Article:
Working with Magento requires some level of technical proficiency and familiarity with the command line interface. This is because even routine tasks like updating and managing themes and extensions can only be carried out by accessing the server.

While this helps improve its security, it complicates the process of managing extensions for Magento users. However, Magento offers some of the best product, order, and customer management features in the industry.

It allows merchants to manage orders, invoices, shipments, credit memos, and billing agreements and provides them with insights into the past orders, current shopping cart, and wish list of their registered customers.

Which one’s better? While Magento offers a lot more functionality and makes it easier to run an online business, WordPress is better at providing its users with ease of use with routine activities like installing and managing themes and extensions.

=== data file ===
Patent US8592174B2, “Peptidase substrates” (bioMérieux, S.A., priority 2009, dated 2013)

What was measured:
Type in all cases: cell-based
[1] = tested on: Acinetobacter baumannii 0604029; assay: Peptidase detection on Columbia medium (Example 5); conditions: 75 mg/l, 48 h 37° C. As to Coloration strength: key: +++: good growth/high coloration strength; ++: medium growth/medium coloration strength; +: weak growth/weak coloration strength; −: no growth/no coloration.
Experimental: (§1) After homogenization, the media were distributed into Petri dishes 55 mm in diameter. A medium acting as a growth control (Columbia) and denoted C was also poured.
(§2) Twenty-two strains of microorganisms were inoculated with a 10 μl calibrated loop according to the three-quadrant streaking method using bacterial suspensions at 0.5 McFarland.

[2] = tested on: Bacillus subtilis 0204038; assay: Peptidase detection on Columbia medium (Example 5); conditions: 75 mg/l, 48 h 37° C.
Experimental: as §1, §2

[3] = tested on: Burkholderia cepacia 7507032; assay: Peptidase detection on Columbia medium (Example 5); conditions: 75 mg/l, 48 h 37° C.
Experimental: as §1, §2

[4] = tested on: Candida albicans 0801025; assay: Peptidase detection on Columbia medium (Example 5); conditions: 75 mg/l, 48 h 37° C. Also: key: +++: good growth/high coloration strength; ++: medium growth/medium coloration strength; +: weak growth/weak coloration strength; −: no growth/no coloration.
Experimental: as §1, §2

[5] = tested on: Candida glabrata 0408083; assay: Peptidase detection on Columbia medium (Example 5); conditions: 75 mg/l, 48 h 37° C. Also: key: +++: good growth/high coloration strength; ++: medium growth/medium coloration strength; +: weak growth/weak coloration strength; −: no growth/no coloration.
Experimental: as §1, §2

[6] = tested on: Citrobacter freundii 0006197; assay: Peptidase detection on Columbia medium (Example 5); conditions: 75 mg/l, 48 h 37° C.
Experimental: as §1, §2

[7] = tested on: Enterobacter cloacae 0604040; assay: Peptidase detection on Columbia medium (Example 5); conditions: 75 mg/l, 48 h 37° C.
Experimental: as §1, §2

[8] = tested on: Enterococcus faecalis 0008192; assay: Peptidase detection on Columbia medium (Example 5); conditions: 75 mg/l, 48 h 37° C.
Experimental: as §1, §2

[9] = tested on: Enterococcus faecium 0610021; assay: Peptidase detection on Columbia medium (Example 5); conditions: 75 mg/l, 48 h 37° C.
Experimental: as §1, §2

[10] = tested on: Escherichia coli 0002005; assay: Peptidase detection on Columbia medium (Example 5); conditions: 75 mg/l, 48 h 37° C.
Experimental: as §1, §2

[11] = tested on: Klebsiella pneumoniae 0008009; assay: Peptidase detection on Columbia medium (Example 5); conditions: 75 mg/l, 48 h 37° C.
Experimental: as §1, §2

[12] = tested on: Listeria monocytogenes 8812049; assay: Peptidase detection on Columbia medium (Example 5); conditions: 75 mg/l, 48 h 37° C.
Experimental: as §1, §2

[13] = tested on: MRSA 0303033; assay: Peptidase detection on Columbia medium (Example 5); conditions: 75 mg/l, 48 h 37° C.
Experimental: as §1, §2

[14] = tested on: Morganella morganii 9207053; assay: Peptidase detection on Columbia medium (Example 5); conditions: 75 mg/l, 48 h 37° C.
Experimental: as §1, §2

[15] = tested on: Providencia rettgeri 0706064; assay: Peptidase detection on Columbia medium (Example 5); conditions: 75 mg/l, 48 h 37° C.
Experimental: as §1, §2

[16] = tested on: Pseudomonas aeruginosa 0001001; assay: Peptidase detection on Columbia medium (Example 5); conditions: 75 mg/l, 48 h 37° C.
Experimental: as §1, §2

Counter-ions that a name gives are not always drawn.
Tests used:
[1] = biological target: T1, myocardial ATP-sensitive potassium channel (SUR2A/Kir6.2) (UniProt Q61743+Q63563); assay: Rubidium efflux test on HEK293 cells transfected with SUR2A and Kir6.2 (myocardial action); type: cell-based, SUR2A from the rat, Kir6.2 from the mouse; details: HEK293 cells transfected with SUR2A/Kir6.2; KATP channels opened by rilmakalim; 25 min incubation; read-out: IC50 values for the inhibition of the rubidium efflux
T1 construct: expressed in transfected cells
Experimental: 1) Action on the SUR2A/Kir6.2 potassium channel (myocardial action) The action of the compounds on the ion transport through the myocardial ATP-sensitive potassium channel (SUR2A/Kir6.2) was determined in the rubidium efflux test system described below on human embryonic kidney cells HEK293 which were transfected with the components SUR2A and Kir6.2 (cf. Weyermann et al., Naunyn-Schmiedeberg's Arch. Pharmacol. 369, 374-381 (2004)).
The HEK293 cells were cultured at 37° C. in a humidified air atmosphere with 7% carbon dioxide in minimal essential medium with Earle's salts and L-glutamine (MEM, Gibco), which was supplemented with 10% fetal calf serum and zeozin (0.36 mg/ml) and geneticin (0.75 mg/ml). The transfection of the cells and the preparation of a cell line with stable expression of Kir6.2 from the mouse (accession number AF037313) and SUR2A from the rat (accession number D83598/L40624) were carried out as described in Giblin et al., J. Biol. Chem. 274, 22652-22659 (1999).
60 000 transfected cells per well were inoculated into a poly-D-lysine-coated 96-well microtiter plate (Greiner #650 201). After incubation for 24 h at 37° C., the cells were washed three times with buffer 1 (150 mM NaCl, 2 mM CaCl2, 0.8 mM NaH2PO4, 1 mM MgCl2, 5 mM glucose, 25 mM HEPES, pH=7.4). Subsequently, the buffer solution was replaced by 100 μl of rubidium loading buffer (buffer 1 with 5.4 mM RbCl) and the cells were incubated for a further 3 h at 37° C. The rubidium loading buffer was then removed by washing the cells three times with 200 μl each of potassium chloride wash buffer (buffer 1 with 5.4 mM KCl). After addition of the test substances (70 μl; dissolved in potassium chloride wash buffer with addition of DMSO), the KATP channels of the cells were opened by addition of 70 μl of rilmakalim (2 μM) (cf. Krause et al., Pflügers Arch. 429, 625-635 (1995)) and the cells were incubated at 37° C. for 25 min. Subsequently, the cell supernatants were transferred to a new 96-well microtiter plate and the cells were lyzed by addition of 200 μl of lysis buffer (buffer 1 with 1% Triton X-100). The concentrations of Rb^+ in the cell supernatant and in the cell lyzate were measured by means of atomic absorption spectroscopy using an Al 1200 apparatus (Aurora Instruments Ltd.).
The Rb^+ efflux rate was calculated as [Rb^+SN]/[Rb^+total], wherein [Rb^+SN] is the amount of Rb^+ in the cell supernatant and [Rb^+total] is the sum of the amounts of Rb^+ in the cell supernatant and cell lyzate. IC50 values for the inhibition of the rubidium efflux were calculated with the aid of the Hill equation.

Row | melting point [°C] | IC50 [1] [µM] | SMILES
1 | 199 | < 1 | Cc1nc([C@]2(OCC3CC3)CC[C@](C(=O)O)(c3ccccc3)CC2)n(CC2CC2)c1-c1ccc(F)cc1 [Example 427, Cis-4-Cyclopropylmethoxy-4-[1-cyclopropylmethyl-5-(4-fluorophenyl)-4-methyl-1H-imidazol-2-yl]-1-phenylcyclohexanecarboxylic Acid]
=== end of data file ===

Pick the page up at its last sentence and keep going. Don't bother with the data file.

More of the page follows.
Total costs of ownership (TCOS)

Although both WordPress and Magento are open-source, there are several associated costs like hosting, customization, and maintenance that contribute to the costs of running an online business.

WordPress

According to WooCommerce’s documentation, it requires a minimum memory limit of 128MB to run smoothly. Considering other applications like PHP and Nginx needed by WordPress, you can operate a small WordPress website on a $10/month droplet on DigitalOcean.

The WordPress ecosystem offers thousands of free themes and plugins, allowing its users to build websites on a budget. There are over 58,000 free plugins and 8,000 themes on the official WordPress.org website.

The average WordPress theme or plugin subscription costs between $99 and $199 annually, and a custom build can cost anywhere from $5,000 to $15,000 and above. Further, maintaining a WordPress website generally costs between $20 and $200 per month (or more) — this cost varies based on the setup and size of the store.

Magento